Kissinger made his case using the same material as Freedom House -- governance -- but drawing radically different conclusions. Surveying the recent anointment of Dmitry Medvedev as successor to Vladimir Putin in a process that resembled a palace intrigue more than a democratic transfer of power, Kissinger nonetheless plugged a presidential election that "marked a transition from a phase of consolidation to a period of modernization." He then concluded, "The growing complexity of the Russian economy has generated the need for predictable legal procedures." A more succinct argument for hydrocarbon-fueled authoritarian modernization is hard to imagine.

Pushback Vs. Modernization

These two views -- let's call them pushback vs. modernization -- were in clear view at recent hearings on Azerbaijan and Kazakhstan by the U.S. Helsinki Commission, with testimony by outside experts arguing either that the countries are pushing back harder and harder against demands for reform or that they are modernizing in their own way at their own pace.

At the July 22 hearing -- "Promises to Keep: Kazakhstan's 2010 OSCE Chairmanship" -- Andrea Berg, a researcher for Human Rights Watch, said the Kazakh government has made "almost no concrete progress" toward implementing reform pledges in connection with its impending chairmanship. At the July 29 hearing -- "Human Rights and Democratization in Azerbaijan" -- Christopher Walker, director of studies at Freedom House, laid out a detailed, hard-hitting case of "new wealth" serving to "propel and intensify authoritarian practices."

Martha Olcott, a scholar at the Carnegie Endowment who is one of Washington's most experienced and respected observers of Kazakh politics, advanced a nuanced version of the modernization thesis on July 22. "The Kazakhs," she said, "are likely to continue to reform their political system, albeit not necessarily at a pace that we try and set for them." She concluded that Kazakhstan "is in a strategic position, has real regional weight, and has a sufficiently diverse as well as wealthy economy to be a donor country in most senses of the term. This kind of country does not take well to lecturing. This leaves us room for attempts at persuasion, but mostly the need to hope they make the right choices on their own."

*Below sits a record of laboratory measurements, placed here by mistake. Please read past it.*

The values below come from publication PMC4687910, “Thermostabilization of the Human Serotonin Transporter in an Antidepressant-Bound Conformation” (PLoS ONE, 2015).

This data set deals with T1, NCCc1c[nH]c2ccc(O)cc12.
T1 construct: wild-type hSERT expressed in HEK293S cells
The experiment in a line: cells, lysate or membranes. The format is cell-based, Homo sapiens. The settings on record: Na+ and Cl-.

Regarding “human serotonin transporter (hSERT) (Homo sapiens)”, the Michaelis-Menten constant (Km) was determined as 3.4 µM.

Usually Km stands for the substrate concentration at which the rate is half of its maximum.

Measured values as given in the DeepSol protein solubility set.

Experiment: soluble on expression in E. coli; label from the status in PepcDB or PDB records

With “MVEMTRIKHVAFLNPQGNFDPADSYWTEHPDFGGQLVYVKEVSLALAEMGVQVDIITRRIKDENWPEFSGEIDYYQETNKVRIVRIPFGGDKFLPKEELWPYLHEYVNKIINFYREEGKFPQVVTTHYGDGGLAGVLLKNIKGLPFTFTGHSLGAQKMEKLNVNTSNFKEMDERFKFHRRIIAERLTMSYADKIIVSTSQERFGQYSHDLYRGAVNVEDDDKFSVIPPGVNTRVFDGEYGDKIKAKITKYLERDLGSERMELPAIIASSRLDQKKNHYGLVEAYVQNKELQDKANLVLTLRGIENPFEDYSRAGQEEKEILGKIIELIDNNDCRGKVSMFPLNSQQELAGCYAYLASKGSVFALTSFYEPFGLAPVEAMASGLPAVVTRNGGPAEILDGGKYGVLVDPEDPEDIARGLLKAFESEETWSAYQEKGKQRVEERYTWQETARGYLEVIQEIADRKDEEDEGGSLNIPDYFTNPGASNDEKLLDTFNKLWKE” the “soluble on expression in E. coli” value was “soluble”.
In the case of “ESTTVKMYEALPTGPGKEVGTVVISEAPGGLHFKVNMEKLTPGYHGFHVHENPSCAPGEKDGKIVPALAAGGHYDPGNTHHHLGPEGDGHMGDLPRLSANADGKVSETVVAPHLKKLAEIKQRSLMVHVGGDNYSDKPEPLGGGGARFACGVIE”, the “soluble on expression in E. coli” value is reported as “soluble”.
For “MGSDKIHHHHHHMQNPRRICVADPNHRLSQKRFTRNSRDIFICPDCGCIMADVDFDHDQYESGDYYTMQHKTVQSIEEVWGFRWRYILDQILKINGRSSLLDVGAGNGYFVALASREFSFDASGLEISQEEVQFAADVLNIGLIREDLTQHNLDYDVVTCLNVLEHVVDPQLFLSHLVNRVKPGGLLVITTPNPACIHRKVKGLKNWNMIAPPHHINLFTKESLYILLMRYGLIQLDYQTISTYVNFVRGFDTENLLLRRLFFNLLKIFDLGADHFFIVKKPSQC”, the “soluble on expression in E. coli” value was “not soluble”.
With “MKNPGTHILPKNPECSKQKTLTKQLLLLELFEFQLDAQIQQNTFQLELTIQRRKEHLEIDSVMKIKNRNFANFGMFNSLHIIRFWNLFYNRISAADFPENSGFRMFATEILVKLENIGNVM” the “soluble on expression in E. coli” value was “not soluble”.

The same goes for the rest of the post-Soviet petrostates, of course. And what it points to is not a disagreement among experts in Washington, for the testimony cited here differs primarily in emphasis. All of the preceding, from the actions of the petrostates themselves to the statements from their leaders to the attempts of experts to clarify the situation for policymakers, suggests that the dominant Western paradigm for dealing with the post-Soviet world no longer fits the current reality of confidently ascendant petrostates.

The Western paradigm is still premised on the assumption that post-Soviet states have both the incentive and the desire to conduct reforms that will aid a transition from the repressive, communist past to a future of democratic politics and free markets. This paradigm underlies institutional architecture, from organizations like the OSCE to democracy-promotion efforts funded by Western governments, and informs policy, which evaluates post-Soviet states on their progress in a transition from the dismal past to the hoped-for future. In this paradigm, authoritarianism is supposed to be a holdover, not an outcome.

The problem is that the assumption doesn't hold for post-Soviet petrostates. With boatloads of money pouring in and more money looming on the horizon, what rational incentive is there for a largely unfettered and entrenched ruling elite to fetter its ability to siphon off profits (by advancing the rule of law and making itself accountable) or increase its chances of losing power (by enacting political reforms and holding free and fair elections)? And with democratic societies the highest per capita consumers of energy, what reason is there for policymakers answerable to voters to antagonize energy suppliers in a world of ever-more-frenzied competition for access to oil and gas?

None of this is particularly new. Tomas Carothers hailed the "end of the transition paradigm" in a January 2002 article for the "Journal of Democracy." "The New York Times" columnist Thomas Friedman wrote about the "price of oil and the pace of freedom" moving in opposite directions in a May/June 2006 piece for "Foreign Policy" titled "The First Law of Petropolitics." But in Azerbaijan, Kazakhstan, Turkmenistan, and, most importantly, Russia, these trends are coming together in a way that urgently requires a new paradigm.

New Realities